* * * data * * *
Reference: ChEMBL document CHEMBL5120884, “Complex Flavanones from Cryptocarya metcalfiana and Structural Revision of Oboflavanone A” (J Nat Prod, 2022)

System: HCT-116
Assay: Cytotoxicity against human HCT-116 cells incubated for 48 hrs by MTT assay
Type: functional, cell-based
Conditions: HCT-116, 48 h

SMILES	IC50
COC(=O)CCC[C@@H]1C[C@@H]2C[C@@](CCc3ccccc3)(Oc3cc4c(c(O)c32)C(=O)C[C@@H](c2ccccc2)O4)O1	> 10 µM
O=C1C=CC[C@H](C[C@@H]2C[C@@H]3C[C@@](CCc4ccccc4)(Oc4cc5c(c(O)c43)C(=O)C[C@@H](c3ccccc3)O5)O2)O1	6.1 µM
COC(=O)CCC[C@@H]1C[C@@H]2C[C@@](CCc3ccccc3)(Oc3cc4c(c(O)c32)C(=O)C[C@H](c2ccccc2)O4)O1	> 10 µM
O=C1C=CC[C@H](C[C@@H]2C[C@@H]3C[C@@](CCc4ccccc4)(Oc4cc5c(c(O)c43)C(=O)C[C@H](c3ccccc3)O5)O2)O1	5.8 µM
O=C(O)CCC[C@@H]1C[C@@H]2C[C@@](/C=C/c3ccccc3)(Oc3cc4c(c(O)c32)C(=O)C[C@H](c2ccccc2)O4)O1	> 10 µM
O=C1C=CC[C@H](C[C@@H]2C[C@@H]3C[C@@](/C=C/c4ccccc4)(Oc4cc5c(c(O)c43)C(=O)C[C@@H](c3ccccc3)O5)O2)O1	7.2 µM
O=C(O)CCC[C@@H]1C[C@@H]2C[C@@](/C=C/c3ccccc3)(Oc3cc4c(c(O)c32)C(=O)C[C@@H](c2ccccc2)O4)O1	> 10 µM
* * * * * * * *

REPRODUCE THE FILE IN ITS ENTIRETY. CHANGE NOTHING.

Reference: ChEMBL document CHEMBL5120884, “Complex Flavanones from Cryptocarya metcalfiana and Structural Revision of Oboflavanone A” (J Nat Prod, 2022)

System: HCT-116
Assay: Cytotoxicity against human HCT-116 cells incubated for 48 hrs by MTT assay
Type: functional, cell-based
Conditions: HCT-116, 48 h

SMILES	IC50
COC(=O)CCC[C@@H]1C[C@@H]2C[C@@](CCc3ccccc3)(Oc3cc4c(c(O)c32)C(=O)C[C@@H](c2ccccc2)O4)O1	> 10 µM
O=C1C=CC[C@H](C[C@@H]2C[C@@H]3C[C@@](CCc4ccccc4)(Oc4cc5c(c(O)c43)C(=O)C[C@@H](c3ccccc3)O5)O2)O1	6.1 µM
COC(=O)CCC[C@@H]1C[C@@H]2C[C@@](CCc3ccccc3)(Oc3cc4c(c(O)c32)C(=O)C[C@H](c2ccccc2)O4)O1	> 10 µM
O=C1C=CC[C@H](C[C@@H]2C[C@@H]3C[C@@](CCc4ccccc4)(Oc4cc5c(c(O)c43)C(=O)C[C@H](c3ccccc3)O5)O2)O1	5.8 µM
O=C(O)CCC[C@@H]1C[C@@H]2C[C@@](/C=C/c3ccccc3)(Oc3cc4c(c(O)c32)C(=O)C[C@H](c2ccccc2)O4)O1	> 10 µM
O=C1C=CC[C@H](C[C@@H]2C[C@@H]3C[C@@](/C=C/c4ccccc4)(Oc4cc5c(c(O)c43)C(=O)C[C@@H](c3ccccc3)O5)O2)O1	7.2 µM
O=C(O)CCC[C@@H]1C[C@@H]2C[C@@](/C=C/c3ccccc3)(Oc3cc4c(c(O)c32)C(=O)C[C@@H](c2ccccc2)O4)O1	> 10 µM